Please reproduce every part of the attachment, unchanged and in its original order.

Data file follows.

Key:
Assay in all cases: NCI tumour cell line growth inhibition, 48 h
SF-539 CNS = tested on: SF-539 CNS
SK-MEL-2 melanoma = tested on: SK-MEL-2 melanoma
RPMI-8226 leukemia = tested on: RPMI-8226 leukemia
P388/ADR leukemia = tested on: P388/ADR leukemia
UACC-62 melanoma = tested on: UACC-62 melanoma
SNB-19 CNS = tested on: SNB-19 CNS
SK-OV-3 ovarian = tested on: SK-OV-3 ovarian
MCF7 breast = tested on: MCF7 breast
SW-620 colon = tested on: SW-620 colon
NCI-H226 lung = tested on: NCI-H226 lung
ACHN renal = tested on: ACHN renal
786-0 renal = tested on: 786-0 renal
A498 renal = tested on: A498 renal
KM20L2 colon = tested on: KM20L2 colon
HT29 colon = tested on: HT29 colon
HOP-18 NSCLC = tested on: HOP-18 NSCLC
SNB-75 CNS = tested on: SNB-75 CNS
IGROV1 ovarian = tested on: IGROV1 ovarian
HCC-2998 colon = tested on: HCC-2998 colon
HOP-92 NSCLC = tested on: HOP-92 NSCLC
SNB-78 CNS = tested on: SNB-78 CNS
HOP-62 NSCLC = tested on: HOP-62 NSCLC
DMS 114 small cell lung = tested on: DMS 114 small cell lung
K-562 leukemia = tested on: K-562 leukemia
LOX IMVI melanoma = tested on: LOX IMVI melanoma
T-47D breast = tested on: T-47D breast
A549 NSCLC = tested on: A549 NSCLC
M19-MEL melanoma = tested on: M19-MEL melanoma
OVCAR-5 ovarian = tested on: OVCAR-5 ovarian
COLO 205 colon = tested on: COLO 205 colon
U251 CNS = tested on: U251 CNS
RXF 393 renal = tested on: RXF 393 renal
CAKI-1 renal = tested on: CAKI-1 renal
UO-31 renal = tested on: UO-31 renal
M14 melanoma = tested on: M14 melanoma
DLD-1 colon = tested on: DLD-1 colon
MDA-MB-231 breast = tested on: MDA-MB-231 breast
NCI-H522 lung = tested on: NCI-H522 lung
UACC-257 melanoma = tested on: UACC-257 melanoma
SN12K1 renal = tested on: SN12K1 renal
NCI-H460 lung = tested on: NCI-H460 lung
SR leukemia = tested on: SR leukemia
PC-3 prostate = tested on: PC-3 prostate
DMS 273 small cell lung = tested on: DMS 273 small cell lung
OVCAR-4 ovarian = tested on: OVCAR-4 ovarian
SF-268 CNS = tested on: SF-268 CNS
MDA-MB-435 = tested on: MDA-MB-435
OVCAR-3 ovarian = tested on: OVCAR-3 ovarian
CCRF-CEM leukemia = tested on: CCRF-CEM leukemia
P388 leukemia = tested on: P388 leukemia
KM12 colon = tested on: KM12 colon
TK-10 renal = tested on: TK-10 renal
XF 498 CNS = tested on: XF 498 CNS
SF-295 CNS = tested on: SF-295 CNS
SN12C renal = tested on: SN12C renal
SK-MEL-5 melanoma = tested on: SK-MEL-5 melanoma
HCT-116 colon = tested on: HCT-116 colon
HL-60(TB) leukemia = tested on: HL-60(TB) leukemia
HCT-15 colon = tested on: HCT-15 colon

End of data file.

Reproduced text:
Key:
Assay in all cases: NCI tumour cell line growth inhibition, 48 h
SF-539 CNS = tested on: SF-539 CNS
SK-MEL-2 melanoma = tested on: SK-MEL-2 melanoma
RPMI-8226 leukemia = tested on: RPMI-8226 leukemia
P388/ADR leukemia = tested on: P388/ADR leukemia
UACC-62 melanoma = tested on: UACC-62 melanoma
SNB-19 CNS = tested on: SNB-19 CNS
SK-OV-3 ovarian = tested on: SK-OV-3 ovarian
MCF7 breast = tested on: MCF7 breast
SW-620 colon = tested on: SW-620 colon
NCI-H226 lung = tested on: NCI-H226 lung
ACHN renal = tested on: ACHN renal
786-0 renal = tested on: 786-0 renal
A498 renal = tested on: A498 renal
KM20L2 colon = tested on: KM20L2 colon
HT29 colon = tested on: HT29 colon
HOP-18 NSCLC = tested on: HOP-18 NSCLC
SNB-75 CNS = tested on: SNB-75 CNS
IGROV1 ovarian = tested on: IGROV1 ovarian
HCC-2998 colon = tested on: HCC-2998 colon
HOP-92 NSCLC = tested on: HOP-92 NSCLC
SNB-78 CNS = tested on: SNB-78 CNS
HOP-62 NSCLC = tested on: HOP-62 NSCLC
DMS 114 small cell lung = tested on: DMS 114 small cell lung
K-562 leukemia = tested on: K-562 leukemia
LOX IMVI melanoma = tested on: LOX IMVI melanoma
T-47D breast = tested on: T-47D breast
A549 NSCLC = tested on: A549 NSCLC
M19-MEL melanoma = tested on: M19-MEL melanoma
OVCAR-5 ovarian = tested on: OVCAR-5 ovarian
COLO 205 colon = tested on: COLO 205 colon
U251 CNS = tested on: U251 CNS
RXF 393 renal = tested on: RXF 393 renal
CAKI-1 renal = tested on: CAKI-1 renal
UO-31 renal = tested on: UO-31 renal
M14 melanoma = tested on: M14 melanoma
DLD-1 colon = tested on: DLD-1 colon
MDA-MB-231 breast = tested on: MDA-MB-231 breast
NCI-H522 lung = tested on: NCI-H522 lung
UACC-257 melanoma = tested on: UACC-257 melanoma
SN12K1 renal = tested on: SN12K1 renal
NCI-H460 lung = tested on: NCI-H460 lung
SR leukemia = tested on: SR leukemia
PC-3 prostate = tested on: PC-3 prostate
DMS 273 small cell lung = tested on: DMS 273 small cell lung
OVCAR-4 ovarian = tested on: OVCAR-4 ovarian
SF-268 CNS = tested on: SF-268 CNS
MDA-MB-435 = tested on: MDA-MB-435
OVCAR-3 ovarian = tested on: OVCAR-3 ovarian
CCRF-CEM leukemia = tested on: CCRF-CEM leukemia
P388 leukemia = tested on: P388 leukemia
KM12 colon = tested on: KM12 colon
TK-10 renal = tested on: TK-10 renal
XF 498 CNS = tested on: XF 498 CNS
SF-295 CNS = tested on: SF-295 CNS
SN12C renal = tested on: SN12C renal
SK-MEL-5 melanoma = tested on: SK-MEL-5 melanoma
HCT-116 colon = tested on: HCT-116 colon
HL-60(TB) leukemia = tested on: HL-60(TB) leukemia
HCT-15 colon = tested on: HCT-15 colon